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Starbound 10

The music store seemed to melt away and all Sylvia Volkov could see was this perfect male face.

“Huh? What? Excuse me!” Sylvia stammered when she found her voice.

“I’m sorry,” he said, “I didn’t mean to startle you.”

“That’s okay,” Sylvia said. “I’m just looking around, not for anything special.”

“What genre do you prefer,” he said.

“It varies, but generally I like ballads, good seventies rock, and 40s crooners,” Sylvia said. “That doesn’t really cover it. I guess I like any kind of music, really, as long as it’s good quality music.”

“Perhaps I can help you,” he said.

“No, really, I just want to browse,” said Sylvia. “You must have other customers to serve.”

“No,” he said. “I don’t work here.”

“Oh,” Sylvia paused. “You’re just selling yourself.”

“I just wanted to meet you,” he said.

“Why?” Sylvia said. She did not hide her skepticism.

“Because you’re so beautiful,” he said, “and you dance with great talent. Have you had lessons? Do you study dance?” Sylvia stopped and looked him in the eye.

“So you’ve seen me dance,” Sylvia said. “Congratulations.” She turned and walked toward the music store exit. She had never before met someone who had seen her strip.

“Wait!” he said, walking after her. “Didn’t you want to select some music for your act? You’re really too good to dance to the programmed music that the theatre has.”

“You think so?” Sylvia stopped and turned to face him.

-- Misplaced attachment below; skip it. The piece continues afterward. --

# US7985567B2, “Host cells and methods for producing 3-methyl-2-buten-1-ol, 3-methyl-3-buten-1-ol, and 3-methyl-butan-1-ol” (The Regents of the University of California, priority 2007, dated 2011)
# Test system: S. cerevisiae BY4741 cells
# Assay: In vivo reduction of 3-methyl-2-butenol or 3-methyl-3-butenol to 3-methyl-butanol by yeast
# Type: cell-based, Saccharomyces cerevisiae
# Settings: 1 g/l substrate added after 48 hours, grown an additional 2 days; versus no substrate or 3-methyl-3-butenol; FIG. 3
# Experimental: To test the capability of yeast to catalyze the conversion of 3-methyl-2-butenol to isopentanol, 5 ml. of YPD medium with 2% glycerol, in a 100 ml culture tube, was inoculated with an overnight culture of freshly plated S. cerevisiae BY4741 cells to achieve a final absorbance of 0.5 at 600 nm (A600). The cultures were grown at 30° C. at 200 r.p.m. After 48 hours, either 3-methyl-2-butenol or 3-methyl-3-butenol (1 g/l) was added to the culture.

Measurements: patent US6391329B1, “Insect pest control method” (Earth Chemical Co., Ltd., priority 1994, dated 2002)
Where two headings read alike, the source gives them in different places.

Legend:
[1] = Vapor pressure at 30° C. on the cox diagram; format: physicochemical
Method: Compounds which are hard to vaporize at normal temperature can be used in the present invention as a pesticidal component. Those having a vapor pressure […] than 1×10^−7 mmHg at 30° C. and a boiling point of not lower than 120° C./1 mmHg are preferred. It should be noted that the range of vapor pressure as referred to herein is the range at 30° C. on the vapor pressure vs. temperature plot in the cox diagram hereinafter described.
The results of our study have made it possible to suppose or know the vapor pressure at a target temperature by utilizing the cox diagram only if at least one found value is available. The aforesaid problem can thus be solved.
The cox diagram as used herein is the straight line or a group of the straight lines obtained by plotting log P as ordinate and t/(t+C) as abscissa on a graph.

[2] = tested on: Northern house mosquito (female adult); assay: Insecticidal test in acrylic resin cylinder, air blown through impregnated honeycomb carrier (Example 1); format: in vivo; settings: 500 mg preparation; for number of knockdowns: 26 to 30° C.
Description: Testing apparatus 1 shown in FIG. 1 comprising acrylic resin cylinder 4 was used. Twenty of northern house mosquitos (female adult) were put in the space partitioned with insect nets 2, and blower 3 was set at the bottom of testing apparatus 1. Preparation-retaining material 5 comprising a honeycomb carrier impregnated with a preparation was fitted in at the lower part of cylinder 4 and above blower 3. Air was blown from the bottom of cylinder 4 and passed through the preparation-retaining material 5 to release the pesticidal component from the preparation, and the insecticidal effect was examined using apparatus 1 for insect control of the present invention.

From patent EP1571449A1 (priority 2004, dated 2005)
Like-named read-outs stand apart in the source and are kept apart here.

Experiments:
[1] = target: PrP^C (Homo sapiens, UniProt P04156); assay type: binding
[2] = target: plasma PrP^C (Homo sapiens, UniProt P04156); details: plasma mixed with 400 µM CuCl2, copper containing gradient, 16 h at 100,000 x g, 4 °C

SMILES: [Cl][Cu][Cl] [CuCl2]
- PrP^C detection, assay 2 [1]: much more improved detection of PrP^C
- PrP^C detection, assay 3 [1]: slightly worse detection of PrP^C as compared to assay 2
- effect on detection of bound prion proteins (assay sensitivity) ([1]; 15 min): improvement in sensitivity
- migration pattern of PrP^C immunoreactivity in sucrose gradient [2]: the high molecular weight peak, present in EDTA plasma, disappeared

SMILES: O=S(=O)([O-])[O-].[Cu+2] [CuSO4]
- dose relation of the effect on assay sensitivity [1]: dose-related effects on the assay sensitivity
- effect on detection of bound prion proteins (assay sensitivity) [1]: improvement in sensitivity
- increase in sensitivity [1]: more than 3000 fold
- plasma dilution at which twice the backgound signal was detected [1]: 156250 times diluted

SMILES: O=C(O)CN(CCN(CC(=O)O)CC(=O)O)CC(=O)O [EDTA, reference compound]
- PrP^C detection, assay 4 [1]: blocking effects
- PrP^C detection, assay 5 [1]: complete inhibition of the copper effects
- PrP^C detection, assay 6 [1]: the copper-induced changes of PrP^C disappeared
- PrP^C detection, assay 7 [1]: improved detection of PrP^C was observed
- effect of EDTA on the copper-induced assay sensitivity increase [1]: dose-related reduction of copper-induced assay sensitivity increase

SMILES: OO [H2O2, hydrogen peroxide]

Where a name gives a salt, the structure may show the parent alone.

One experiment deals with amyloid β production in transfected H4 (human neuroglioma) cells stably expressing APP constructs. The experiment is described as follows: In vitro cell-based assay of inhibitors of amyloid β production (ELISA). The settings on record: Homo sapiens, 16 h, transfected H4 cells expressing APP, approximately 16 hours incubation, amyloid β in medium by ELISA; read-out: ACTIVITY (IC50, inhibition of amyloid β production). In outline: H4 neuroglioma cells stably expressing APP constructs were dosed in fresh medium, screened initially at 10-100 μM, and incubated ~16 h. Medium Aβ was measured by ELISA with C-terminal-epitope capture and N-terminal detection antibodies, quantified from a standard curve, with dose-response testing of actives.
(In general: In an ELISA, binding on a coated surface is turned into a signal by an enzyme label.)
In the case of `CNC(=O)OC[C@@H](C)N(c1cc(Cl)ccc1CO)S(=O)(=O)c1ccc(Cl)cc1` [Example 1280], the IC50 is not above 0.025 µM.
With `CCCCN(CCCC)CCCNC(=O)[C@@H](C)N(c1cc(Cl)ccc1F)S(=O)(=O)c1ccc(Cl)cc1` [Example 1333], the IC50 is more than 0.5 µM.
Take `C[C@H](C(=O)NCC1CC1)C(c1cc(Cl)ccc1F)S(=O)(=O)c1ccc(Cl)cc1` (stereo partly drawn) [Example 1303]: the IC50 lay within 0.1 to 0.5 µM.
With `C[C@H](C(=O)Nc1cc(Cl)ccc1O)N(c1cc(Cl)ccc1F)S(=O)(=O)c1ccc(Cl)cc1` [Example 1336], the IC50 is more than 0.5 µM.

They went back to the racks of CDs and discussed the songs that might best suit Sylvia’s performance. She unexpectedly felt an easy comfort with this guy. She didn’t feel any kind of threat from him, but she didn’t expect that to be accurate. She knew from her bitter experience with the rapes that motivated her departure from her home.

“If it was up to me,” he said, “I’d think like a Broadway musical score. First, I’d open with something lively and swinging – let’s say Sinatra’s ‘You Make Me Feel So Young’.”

“What’s your name?” Sylvia said.

“Richard Silver,” he said, “and I only know you as ‘Sylvie’.”

“That will have to do,” she said. Richard made no protest.

“Your second song should be a bit livelier and a touch more suggestive,” he said. “I think “The Lady Is A Tramp” by Frank would fit the bill perfectly.

“But all the other girls use contemporary rock,” she said.

“They’re ignorant. They don’t understand the psychology of stripping and what it really means to the lonely guys and women sitting in the dark,” Richard said. “Primarily, aside from the blatant sexuality of dancing naked, it’s entertainment. They loved watching Fred Astaire with any of his leading ladies because they put themselves in Fred’s shoes and imagined dancing with one of those tall, slender, gorgeous women.”

“What are you getting at?” Sylvia said.

“You are the tall, slender, gorgeous woman of their fantasies,” he said. “You’re real, you’re the fantasy woman literally in the flesh. You don’t dance like you’re anybody’s like all the other girls do. You dance like you’re dancing for each person individually.”

“What kind of bullshit are you spouting here?” she said. “You’re laying it on a bit thick.

“For your third song, we’ll switch to Van Morrison, ‘Have I Told You Lately That I Love You’. Your final song will be another Van Morrison, ‘Someone Like You’. Come on, let’s find the CDs we need for four different shows and I’ll take you to my studio so we can make the best mixes.

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